United Kingdom (U.K.) employers participating in the country’s Coronavirus Job Retention Scheme will be able to start bringing furloughed employees back on a part-time basis this summer—one of several key changes under the government’s plan to extend the program for four months, through Oct. 31.
The scheme, rolled out early in the COVID-19 crisis, allows businesses hurt by the pandemic to keep furloughed staff on the payroll by taking advantage of government grants covering 80 percent of employee wages, up to 2,500 pounds (approximately $3,072 USD). Chancellor of the Exchequer Rishi Sunak announced the extension in May as part of a plan to ramp up the U.K.’s economy following the country’s broad shutdown.
The program had protected 7.5 million workers and nearly 1 million businesses through more than 10 billion pounds (approximately $12.28 billion USD) in claims as of May 12, according to the government. Under the extension, organizations will be able to seek new grants only for employees who were furloughed for at least three straight weeks from March 1 to June 30, although there’s an exception for workers returning from family leave.
Bringing Back Furloughed Workers
Starting July 1, employers also will be able to bring back furloughed employees while claiming a government grant to support staff for any hours not worked.
Employers will have to pay 100 percent of wages for the hours the employee works, noted Laura Morrison, an Edinburgh-based attorney with Dentons. The employee is entitled to furlough pay for the remainder of his or her normal working hours, she said.
In addition, the government will ask employers to contribute a percentage toward furloughed workers’ wages and reduce its own grant contributions in September and October.
“Our Coronavirus Job Retention Scheme has protected millions of jobs and businesses across the U.K. during the outbreak—and I’ve been clear that I want to avoid a cliff edge and get people back to work in a measured way,” Sunak said when he announced the extra time. “This extension and the changes we are making to the scheme will give flexibility to businesses while protecting the livelihoods of the British people and our future economic prospects.”
Morrison explained that furlough pay remains capped at 80 percent of salary or wages up to 2,500 pounds, with the program continuing to fund this compensation and cover both employer National Insurance contributions (NICs) and minimum required employer pension contributions until July 31.
Beginning in August, organizations will be required to pay employer NICs and pension contributions, she noted. In September, they will also have to pay 10 percent of the worker’s salary or wages, with the scheme paying 70 percent, and in October, employers must contribute 20 percent, with the government program paying 60 percent.
Can Layoffs Be Avoided?
“While employer contributions will be substantially less than thought, many employers will still need to consider whether they can afford to continue to avoid redundancies while the scheme is in place,” Morrison said.
“The chancellor was clear that, as things stand, he will not extend the scheme beyond the end of October. Sadly, but unsurprisingly, many businesses are gearing up for redundancy exercises as they move to reduce costs. We can trace some of these redundancies directly back to the impact of the pandemic. In other cases, the pandemic has caused businesses to accelerate longer-term transformations.”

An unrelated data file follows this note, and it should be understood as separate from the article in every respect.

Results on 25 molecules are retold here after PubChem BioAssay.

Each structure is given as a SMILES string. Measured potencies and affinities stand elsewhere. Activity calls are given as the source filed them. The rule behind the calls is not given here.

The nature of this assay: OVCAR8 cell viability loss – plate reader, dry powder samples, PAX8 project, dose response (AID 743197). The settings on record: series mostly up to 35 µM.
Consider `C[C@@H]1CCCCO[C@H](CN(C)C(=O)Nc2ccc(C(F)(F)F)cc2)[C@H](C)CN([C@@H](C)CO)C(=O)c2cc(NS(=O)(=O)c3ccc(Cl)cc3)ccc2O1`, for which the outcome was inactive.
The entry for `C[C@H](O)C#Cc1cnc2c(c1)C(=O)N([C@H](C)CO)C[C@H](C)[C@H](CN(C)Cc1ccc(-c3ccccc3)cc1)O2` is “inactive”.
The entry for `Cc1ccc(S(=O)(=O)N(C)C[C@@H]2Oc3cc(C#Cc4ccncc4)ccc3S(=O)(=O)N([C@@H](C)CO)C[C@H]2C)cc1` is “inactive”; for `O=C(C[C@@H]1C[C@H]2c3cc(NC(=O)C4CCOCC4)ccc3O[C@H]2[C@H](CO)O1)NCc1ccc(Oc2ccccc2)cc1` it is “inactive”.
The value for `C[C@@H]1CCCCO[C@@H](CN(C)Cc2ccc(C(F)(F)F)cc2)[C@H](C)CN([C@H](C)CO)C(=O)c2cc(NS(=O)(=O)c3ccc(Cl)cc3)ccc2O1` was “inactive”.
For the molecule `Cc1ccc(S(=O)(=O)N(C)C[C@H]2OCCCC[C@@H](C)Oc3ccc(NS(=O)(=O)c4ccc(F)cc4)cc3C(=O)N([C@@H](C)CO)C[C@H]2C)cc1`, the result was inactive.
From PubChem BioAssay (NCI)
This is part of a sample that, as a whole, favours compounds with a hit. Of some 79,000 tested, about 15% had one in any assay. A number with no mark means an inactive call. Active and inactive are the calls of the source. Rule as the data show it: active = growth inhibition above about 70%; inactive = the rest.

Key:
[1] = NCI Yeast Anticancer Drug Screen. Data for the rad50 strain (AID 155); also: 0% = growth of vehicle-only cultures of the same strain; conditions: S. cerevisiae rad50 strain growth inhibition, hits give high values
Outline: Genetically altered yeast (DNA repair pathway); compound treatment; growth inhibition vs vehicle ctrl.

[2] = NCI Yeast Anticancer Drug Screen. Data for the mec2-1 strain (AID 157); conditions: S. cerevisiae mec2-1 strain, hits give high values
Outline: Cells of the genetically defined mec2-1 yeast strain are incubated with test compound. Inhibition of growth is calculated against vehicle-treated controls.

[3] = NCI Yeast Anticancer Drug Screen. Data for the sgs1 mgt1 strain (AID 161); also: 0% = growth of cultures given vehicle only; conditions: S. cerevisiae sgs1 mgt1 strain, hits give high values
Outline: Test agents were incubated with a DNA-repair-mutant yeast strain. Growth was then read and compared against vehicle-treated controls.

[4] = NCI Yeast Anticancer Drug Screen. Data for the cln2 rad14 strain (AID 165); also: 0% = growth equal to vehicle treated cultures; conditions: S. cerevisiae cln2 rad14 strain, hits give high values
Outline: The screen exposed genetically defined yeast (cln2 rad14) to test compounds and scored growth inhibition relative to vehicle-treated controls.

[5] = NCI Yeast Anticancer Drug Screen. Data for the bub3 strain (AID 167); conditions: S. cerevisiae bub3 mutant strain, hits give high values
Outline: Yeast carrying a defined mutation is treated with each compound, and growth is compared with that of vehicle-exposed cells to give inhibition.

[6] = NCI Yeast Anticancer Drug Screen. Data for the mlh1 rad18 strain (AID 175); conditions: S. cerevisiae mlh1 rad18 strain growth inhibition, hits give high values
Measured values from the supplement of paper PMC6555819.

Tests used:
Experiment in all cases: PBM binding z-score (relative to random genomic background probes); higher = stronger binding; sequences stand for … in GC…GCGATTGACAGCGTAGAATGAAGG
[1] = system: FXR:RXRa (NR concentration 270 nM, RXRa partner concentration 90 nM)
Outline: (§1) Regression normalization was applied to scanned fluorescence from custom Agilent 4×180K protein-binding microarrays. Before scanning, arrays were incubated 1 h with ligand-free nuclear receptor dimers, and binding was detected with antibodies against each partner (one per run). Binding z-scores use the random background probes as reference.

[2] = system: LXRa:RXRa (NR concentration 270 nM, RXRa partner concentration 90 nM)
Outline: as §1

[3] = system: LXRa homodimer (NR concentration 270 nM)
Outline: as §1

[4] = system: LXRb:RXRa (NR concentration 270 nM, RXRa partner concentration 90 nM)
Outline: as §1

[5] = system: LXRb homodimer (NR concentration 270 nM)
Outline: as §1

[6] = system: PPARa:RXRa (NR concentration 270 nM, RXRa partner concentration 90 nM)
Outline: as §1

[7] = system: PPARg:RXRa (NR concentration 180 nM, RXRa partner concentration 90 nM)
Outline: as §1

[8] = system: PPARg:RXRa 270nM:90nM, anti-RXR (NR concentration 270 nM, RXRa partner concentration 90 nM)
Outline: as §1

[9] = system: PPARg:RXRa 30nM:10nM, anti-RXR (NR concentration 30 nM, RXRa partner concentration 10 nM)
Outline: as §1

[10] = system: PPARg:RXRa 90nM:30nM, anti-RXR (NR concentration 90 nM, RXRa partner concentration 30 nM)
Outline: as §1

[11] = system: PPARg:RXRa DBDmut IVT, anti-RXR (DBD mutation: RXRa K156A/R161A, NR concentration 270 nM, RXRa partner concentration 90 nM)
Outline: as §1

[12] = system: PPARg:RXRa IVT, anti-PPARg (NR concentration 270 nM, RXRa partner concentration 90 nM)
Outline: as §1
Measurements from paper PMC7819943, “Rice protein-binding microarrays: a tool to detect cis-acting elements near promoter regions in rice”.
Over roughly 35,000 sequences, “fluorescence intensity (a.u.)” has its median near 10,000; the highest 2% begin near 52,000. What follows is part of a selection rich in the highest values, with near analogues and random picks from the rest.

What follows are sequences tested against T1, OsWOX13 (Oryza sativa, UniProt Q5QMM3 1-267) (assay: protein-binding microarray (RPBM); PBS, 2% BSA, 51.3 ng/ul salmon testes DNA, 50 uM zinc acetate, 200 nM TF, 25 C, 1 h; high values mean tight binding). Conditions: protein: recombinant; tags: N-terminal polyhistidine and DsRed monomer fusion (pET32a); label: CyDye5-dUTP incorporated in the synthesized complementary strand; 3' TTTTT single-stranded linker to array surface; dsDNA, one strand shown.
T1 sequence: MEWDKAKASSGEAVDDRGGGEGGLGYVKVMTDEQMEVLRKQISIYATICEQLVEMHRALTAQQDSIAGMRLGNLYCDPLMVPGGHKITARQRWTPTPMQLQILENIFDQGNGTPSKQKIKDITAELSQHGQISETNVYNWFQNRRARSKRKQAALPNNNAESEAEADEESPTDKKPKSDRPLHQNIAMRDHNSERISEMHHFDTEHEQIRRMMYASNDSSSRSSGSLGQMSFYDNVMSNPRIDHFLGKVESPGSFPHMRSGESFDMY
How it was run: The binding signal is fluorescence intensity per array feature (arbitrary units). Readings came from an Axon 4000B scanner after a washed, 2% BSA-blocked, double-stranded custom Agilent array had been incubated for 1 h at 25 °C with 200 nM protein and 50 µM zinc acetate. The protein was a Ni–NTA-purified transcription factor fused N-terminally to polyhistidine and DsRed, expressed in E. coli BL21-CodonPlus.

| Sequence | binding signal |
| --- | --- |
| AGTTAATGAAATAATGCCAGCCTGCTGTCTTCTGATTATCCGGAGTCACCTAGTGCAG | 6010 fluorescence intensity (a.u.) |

Employers will no doubt find the ability to bring employees back to work part time helpful as they plan to reopen workplaces safely, but the process will pose challenges that call for organizations to be flexible to meet workers’ needs, Morrison added.
“The majority of employees with children will continue to experience child care difficulties, with schools in many areas of the U.K. closed to most children until the autumn term begins. Even then, we expect to see a blended model of part-time school attendance and home learning for the foreseeable future,” she noted.
In both situations, employers need to be as flexible as possible, she added. “They should bear in mind that there is both an employee relations and a public relations angle to the decisions they make. Employees and customers may remember for a long time how an organization dealt with the pandemic and all of the issues it has thrown up. Prospective employees may ask in the future how the organization managed the challenges the pandemic presents.”
Tina Chander, an attorney with Wright Hassall LLP in Leamington Spa, England, noted the job retention scheme closed for new entrants on June 30, but in order for employers to claim the grant, the employee had to be placed on furlough on or before June 10.
Nonetheless, Chander added, any employee placed on furlough for at least three weeks between March 1 and June 30 can be furloughed again between July 1 and Oct. 31 under the extended program.
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Family Leave Exemption
Morrison noted an exception that allows for employers to furlough employees returning from family leave after June 10. That cutoff, required in order to meet the three-week-furlough condition by June 30, left employees returning from family leave at higher layoff risk if their employers couldn’t place them on furlough, she said.
“Following calls from Maternity Action, a charity that campaigns to end inequality for pregnant women, new mothers and their partners, the Treasury created an exemption for those returning from maternity leave, paternity leave, shared parental leave, adoption leave or parental bereavement leave. The Treasury attached one condition to the exemption: the employer must have previously furloughed other employees” by the June 10 cutoff, Morrison explained.
Dinah Wisenberg Brin is a freelance reporter based in Philadelphia.